Sponsor Robert Siciliano as he runs the Boston Marathon for Miles for Miracles, Children's Hospital Boston
ROBERT SICILIANO is fiercely committed to informing, educating, and empowering Americans so they can be protected from violence and crime in the physical and virtual worlds.


Check here if you're human


Take Privacy Seriously When Transferring Money Overseas

Pin It

According to a study done by the World Bank, money sent home by expatriates last year totaled a staggering £335 billion (about $509 billion) – or three times the amount of global aid budgets. It’s common for workers all over the world to supplement the incomes of their families back home, but the current amount and frequency has also given rise to transfer fraud.

The most common methods are notifications of fake awards, a bogus money inheritance or requests for bank account information (there are countless – often imaginative – stories that fraudsters use to extract this data).

For example, an individual dressed as a policeman may approach you, saying that a relative or friend of yours has been in an accident and then request that you send money immediately for his or her hospital fees. Another example is an email request for proof of funds to make reservations for your holiday accommodation overseas. Thousands of people fall for these scams every year; use these tips to avoid falling foul of wire transfer fraud.

Secure your online banking
Obviously, the easiest way to avoid a scam is to verify the identity of the recipient. If you trade in different countries and pay suppliers all over the world, however, it can be difficult to verify every single party before transactions can be made. One way to secure payments is to work with a bank that’s linked with your home branch and which provides secure online banking. Remember that your bank will never ask you to verify your details via email.

A healthy dose of skepticism
Some of the best-known scams are those that claim you’ve won a prize in a foreign lottery and that you need to send over your bank details to receive it. Similar are the “Nigerian Prince” or “419” scams that offer non-existent rare pets, unclaimed properties – even romance – in exchange for your details and payments. Apply common sense when someone you don’t know contacts you – especially if you haven’t played the lottery in Nigeria recently.

It’s too good to be true
Another common type of financial scam is an offer to sell something at an incredibly attractive price through classified ads. The recipient will accept your money but you won’t receive the item in return. Remember that if an item seems too good to be true, it probably is.

Every day, scam artists are thinking up sneakier ways of scamming you out of your hard-earned cash, but they require a certain amount of trust from you to make a sale or obtain information. As long you remain skeptical and aware that these scams exist, you can avoid most of the common pitfalls. Keep up to date with the latest scams to ensure you don’t fall victim to wire fraud.

If you think you have been a victim of fraud or want to learn more about digital life, you can read more information here.

About the Author
ROBERT SICILIANO, CEO of IDTheftSecurity.com is fiercely committed to informing, educating, and empowering Americans so they can be protected from violence and crime in the physical and virtual worlds. His "tell it like it is" style is sought after by major media outlets, executives in the C-Suite of leading corporations, meeting planners, and community leaders to get the straight talk they need to stay safe in a world in which physical and virtual crime is commonplace. Siciliano is accessible, real, professional, and ready to weigh in and comment at a moment's notice on breaking news.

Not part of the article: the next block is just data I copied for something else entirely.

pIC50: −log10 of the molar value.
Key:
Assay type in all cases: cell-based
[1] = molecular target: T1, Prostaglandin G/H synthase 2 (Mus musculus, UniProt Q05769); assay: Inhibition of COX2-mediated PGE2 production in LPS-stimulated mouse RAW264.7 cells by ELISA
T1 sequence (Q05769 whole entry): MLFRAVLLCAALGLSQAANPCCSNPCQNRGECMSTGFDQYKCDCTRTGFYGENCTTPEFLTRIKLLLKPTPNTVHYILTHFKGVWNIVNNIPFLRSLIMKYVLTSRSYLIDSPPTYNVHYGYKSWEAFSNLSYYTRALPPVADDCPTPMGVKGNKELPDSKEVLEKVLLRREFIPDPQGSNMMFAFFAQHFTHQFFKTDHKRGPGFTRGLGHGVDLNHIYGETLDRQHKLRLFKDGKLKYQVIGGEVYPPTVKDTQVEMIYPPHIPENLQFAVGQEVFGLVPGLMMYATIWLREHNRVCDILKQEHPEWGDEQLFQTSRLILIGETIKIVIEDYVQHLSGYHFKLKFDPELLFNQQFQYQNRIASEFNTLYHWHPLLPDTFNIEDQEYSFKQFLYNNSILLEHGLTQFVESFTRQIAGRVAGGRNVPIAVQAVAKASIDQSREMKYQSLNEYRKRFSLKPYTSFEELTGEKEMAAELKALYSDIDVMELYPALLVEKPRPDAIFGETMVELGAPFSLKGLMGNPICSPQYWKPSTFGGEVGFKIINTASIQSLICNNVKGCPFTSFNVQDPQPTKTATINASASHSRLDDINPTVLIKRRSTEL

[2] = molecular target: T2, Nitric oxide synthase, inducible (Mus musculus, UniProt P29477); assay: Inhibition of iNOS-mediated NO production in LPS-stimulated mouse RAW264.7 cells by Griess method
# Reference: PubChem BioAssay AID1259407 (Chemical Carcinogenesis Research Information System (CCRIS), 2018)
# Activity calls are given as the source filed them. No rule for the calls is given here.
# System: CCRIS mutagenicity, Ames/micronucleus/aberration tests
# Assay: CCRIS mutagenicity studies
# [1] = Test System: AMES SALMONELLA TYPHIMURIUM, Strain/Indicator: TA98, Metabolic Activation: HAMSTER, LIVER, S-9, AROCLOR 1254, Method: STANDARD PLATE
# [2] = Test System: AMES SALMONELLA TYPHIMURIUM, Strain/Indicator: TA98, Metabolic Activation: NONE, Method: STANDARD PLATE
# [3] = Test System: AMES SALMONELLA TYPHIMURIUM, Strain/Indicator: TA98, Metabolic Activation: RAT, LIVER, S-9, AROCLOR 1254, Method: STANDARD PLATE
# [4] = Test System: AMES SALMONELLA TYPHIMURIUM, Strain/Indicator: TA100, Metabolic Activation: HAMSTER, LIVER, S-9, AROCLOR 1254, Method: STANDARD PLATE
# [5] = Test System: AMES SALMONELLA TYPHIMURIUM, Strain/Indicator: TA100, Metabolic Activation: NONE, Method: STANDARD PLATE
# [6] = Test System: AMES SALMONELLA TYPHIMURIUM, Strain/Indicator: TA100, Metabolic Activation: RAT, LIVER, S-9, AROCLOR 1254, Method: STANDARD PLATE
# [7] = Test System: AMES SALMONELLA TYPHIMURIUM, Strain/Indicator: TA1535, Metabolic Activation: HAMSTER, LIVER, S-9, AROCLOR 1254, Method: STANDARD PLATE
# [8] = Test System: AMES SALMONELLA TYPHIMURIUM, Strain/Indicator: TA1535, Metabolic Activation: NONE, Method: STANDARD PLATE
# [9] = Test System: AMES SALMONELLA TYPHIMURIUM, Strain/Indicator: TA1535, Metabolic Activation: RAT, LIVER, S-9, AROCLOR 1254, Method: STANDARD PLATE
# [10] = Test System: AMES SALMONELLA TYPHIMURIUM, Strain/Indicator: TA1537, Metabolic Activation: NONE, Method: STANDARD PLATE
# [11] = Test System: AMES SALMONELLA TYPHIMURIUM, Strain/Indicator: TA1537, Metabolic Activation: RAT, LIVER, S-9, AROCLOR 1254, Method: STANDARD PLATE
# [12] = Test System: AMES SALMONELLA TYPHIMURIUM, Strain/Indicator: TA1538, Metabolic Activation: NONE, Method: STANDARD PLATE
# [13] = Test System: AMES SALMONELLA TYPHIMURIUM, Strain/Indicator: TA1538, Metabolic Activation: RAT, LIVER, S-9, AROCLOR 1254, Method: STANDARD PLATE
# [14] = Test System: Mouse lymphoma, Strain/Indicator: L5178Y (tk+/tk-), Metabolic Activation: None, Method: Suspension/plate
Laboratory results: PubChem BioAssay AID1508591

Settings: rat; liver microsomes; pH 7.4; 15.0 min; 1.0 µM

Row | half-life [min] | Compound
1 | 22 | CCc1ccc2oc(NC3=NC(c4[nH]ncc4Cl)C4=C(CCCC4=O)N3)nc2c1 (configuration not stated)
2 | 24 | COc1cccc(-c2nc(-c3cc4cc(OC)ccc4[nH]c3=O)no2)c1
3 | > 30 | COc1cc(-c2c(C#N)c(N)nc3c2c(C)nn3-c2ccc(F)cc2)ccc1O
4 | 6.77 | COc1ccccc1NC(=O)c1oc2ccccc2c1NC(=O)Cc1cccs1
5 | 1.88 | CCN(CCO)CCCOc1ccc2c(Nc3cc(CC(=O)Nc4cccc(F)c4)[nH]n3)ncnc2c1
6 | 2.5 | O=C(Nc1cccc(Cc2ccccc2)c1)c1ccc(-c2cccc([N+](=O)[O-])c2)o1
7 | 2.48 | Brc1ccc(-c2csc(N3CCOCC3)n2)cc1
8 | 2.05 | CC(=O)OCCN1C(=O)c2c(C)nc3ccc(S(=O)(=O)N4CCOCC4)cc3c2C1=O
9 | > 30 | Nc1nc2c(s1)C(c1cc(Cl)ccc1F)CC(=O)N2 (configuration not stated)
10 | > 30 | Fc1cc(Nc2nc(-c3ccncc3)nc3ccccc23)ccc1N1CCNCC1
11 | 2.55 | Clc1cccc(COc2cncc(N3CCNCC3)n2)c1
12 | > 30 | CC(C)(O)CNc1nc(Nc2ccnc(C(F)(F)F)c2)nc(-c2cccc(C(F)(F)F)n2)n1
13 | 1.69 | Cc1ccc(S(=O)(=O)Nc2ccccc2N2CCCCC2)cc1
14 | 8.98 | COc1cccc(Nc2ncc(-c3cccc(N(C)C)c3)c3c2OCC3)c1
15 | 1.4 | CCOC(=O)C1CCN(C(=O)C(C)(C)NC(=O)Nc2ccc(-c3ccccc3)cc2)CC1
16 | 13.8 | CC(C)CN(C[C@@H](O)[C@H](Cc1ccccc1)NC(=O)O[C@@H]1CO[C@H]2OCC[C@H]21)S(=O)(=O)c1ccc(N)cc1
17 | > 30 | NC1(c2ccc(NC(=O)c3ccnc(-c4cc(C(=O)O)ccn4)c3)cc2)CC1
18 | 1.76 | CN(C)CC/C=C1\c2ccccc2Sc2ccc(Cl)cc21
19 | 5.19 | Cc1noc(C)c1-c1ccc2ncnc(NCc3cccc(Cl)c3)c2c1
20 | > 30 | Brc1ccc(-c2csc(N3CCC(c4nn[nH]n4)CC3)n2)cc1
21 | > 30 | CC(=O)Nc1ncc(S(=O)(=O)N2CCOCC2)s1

Similar Posts

  • Just One of Many Internet Scams
    A good friend of mine called me recently to ask what I knew about scams from online sales. He had placed an ad on CraigsList for something he was trying to sell and had asked for $150 for the item. He had received a call from a woman and she offered to send him a
  • How to Prevent Summertime Scams
    Summertime is here…and that means sunshine and vacations. Most people love summertime, including scammers! Hackers can use this time to take advantage while we are planning vacations or on vacation or just enjoying fun in the sun. Here are some key scams to watch out for this summer: Family or Friend Requests Money You receive an email
  • Beware Of 10 Tax-time Scams
    We are approaching tax time. Scammers are ramped up and looking for your money. Learn these tax season scam tips and watch your back. 1. Text messaging scams or smishing a.k.a Phexting. Like phishing but texting. Criminal hackers have access to technology that generates cell phone numbers and access to mass text messaging services. They send
  • How to Protect Yourself from Identity Theft During Tax Season
    Robert Siciliano Identity Theft Expert Approximately 155 million tax forms are filed annually.  People need to understand that thieves are inventing new ways to steal identities each and every day.  And since tax time is a key period when we see a spike in identity theft, it’s crucial that we get the word out now and
  • Money Mules Facilitate Identity Theft and Fraud
    Robert Siciliano Identity Theft Expert Mules are relatively unaware people who get hooked into a “small business” or employment that is a function of a criminal enterprise. The mules often respond to “help wanted” ads from online job placement sites. Shipping scams are a common tactic criminals use in which they employ mules to receive goods bought

Leave a Comment

You must be logged in to post a comment.

Xtreme School

Featured in

Anderson Cooper John Stossel Robert Siciliano Featured in
Browse by Month

Browse by Category